w∈Ccos(s,w)

|C|+1 (1)

The vectors sand tare word embeddings of the substitute and target generated by the skip-gram with negative sampling model (Mikolov et al.,

2013b,a). The contextCis the set of context em-beddings generated by skip-gram for words ap-pearing within a fixed-width window of the tar-gettin a sentence. We use a context window of 1; while this seems counter-intuitive, this is the best-performing window found by (Cocos et al.,

2017), and we also confirm this result remains true in Section 5.2. We use the AddCos implementa-tion ofCocos et al.(2017)5, and 300-dimensional

word and context embeddings trained over the 4 billion words in the AGiga corpus (Napoles

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et al., 2012) using the gensim word2vec pack-age (Mikolov et al.,2013b,a; ˇReh˚uˇrek and Sojka,

2010).6

In our experiments, candidate substitutes for a target word are its paraphrases in the PPDB and SimplePPDB resources. The model needs to select among these candidates the ones that best carry the meaning of target words in specific contexts. We only consider content words (nouns, verbs, adjec-tives and adverbs) as simplification targets.

For a “target word-substitute” pair, we include in the model the following features which encode the strength of the semantic relationship between them:

• PPDB 1.0 and 2.0 scores, which represent the overall quality of paraphrases.

• Distributional similarity scores calculated by

Ganitkevitch et al.(2013) on the Googlen

-grams and the AGiga corpus.

• Independence probability, that is the prob-ability that there is no semantic entailment relationship between the paraphrase pair, as calculated byPavlick et al.(2015).

• SimplePPDB score (Pavlick and

Callison-Burch, 2016) – when considering SimpleP-PDB paraphrases – which reflects the confi-dence in the simplification rule.

5 Evaluation

5.1 Complex Word Identification

Datasets for training and evaluating Complex Word Identification (CWI) systems were created and released in the SemEval 2016 competition (Paetzold and Specia, 2016) but we decided not to use them for several reasons. Although this was a CWI task, surprisingly only 4.7% of the words in the test data were identified as complex, and all the other words were viewed as simple. As a consequence, none of the systems that partici-pated in the SemEval task managed to beat the ac-curacy of the “All Simple” baseline which labeled all words in the test set as simple (0.953). As noted by Paetzold and Specia(2016), the inverse prob-lem is present in the corpus developed by Shard-low (2013b), where the “All Complex” baseline

6Theword2vectraining parameters we use are a context window of size 3, learning ratealphafrom 0.025 to 0.0001, minimum word count 100, sampling parameter1e−4, 10 neg-ative samples per target word, and 5 training epochs.

Model Precision Recall F-Score All-Complex 0.500 1.000 0.667 Token Length 0.757 0.900 0.822 n-gram Frequency 0.632 0.862 0.729

SVM-word 0.880 0.834 0.857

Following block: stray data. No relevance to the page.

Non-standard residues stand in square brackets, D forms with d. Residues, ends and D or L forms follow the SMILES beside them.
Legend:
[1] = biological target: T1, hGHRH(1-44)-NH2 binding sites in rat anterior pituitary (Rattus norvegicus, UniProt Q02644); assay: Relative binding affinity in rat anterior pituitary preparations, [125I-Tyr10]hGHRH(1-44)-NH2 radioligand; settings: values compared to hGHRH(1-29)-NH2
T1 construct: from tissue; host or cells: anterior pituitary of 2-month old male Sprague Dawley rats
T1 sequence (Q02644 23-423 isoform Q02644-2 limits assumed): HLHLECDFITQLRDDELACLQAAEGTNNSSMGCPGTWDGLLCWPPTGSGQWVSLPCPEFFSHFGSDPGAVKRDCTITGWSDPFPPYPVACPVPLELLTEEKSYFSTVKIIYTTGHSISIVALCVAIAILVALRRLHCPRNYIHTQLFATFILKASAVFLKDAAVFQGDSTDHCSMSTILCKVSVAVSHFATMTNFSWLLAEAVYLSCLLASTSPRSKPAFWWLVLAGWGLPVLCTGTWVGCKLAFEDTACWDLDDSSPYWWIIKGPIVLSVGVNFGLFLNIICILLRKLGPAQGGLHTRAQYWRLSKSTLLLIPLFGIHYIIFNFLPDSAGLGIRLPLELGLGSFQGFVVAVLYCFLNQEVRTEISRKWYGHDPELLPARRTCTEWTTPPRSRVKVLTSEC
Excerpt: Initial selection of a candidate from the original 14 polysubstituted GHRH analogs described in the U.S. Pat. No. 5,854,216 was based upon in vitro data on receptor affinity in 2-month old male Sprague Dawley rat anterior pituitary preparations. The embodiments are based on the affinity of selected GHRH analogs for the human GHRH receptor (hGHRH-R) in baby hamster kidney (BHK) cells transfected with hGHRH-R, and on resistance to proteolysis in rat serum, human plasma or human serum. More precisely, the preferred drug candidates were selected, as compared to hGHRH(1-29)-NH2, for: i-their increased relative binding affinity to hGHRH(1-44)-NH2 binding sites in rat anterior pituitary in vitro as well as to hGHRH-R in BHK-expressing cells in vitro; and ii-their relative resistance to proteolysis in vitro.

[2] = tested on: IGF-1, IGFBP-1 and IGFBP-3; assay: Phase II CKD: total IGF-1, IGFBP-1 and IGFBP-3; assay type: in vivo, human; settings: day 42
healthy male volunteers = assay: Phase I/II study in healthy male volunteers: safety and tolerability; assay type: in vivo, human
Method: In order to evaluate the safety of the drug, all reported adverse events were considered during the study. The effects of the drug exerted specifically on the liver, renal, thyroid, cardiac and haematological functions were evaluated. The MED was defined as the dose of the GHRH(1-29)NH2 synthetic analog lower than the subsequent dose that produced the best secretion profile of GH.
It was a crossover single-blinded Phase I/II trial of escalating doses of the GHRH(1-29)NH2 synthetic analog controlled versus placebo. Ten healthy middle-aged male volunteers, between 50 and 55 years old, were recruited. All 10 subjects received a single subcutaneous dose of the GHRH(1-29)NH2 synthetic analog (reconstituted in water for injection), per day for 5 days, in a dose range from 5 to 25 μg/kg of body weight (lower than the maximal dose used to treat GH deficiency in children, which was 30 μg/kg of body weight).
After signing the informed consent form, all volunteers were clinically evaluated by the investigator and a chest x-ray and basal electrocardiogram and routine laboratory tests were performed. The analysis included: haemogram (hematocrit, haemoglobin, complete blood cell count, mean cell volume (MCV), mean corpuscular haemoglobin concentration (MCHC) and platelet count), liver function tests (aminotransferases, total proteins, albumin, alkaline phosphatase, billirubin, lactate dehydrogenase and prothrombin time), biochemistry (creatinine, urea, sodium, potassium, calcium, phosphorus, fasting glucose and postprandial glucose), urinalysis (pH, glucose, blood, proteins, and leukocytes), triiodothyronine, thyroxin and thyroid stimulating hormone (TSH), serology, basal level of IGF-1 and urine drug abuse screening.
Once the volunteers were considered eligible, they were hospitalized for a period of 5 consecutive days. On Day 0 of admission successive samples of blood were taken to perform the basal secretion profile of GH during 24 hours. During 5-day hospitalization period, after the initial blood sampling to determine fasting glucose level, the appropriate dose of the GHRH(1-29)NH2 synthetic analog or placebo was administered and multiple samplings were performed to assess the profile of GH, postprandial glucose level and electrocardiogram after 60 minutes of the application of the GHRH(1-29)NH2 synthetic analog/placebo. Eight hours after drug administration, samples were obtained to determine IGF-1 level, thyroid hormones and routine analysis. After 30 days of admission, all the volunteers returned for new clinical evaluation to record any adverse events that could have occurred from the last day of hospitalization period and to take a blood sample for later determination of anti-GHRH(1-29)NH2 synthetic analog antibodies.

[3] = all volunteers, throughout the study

SVM-Context 0.871 0.831 0.850

RF-word 0.805 0.840 0.822

[image:5.595.309.521.61.151.2]

RF-Context 0.824 0.851 0.837 Table 2: Cross-validation performance for four differ-ent complex words iddiffer-entification classifiers. Compar-ison to three baselines. Scores are calculated using

uniquewords in our training data.

achieved higher accuracy, recall and F-scores than all other tested systems, suggesting that marking all words in a sentence as complex is the most ef-fective approach for CWI.

Another problem in the SemEval-2016 dataset is that although the number of complex words is much higher in the training data (32%), 18% of all words were annotated as complex by only one out of 20 annotators and considered as complex. In addition to the highly different number of com-plex words in the training and test data, the two datasets are also imbalanced in terms of size, with only 2,237 training instances and 88,211 testing instances. These factors make this dataset a du-bious choice for system evaluation. Comparison to the participating systems is also extremely dif-ficult, since the best systems are ones that label most of the data as simple. For these reasons, we decided to create and use our crowdsourced data for training and evaluation.7

We compare the performance of an SVM clas-sifier with only word features (SVM-word) to one that exploits both word and context features (SVM-context). We use 5-fold cross validation on unique words from the training data collected through Mechanical Turk (see Section 4.1). We also compare a Random Forest classifier with only word features (RF-word) to one with word and context features (RF-context). We consider three baselines:

• labeling all words as complex (All-Complex).

• thresholding for word length (Token Length),

considering longer words as complex; the length threshold with the best performance was 7.

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[image:6.595.117.480.61.126.2]

Words with≥1 paraphrase All words Model Coverage Top 1 Top 5 Oracle Top 1 Top 5 Oracle WordNet frequency 0.911 0.141 0.267 0.291 0.129 0.244 0.265 SimplePPDB Score 0.935 0.180 0.403 0.669 0.168 0.377 0.626 AddCos-PPDB 0.975 0.196 0.444 0.962 0.191 0.433 0.938 AddCos-SimplePPDB 0.819 0.353 0.601 0.643 0.289 0.492 0.527

Table 3: Performance of the lexical simplification models on the Newsela aligned test set. Columns 3-5 show the performance of each model on only words with at least one paraphrase in the dataset. Columns 6-8 show the performance of each model on all words; this penalizes for the coverage of the databases.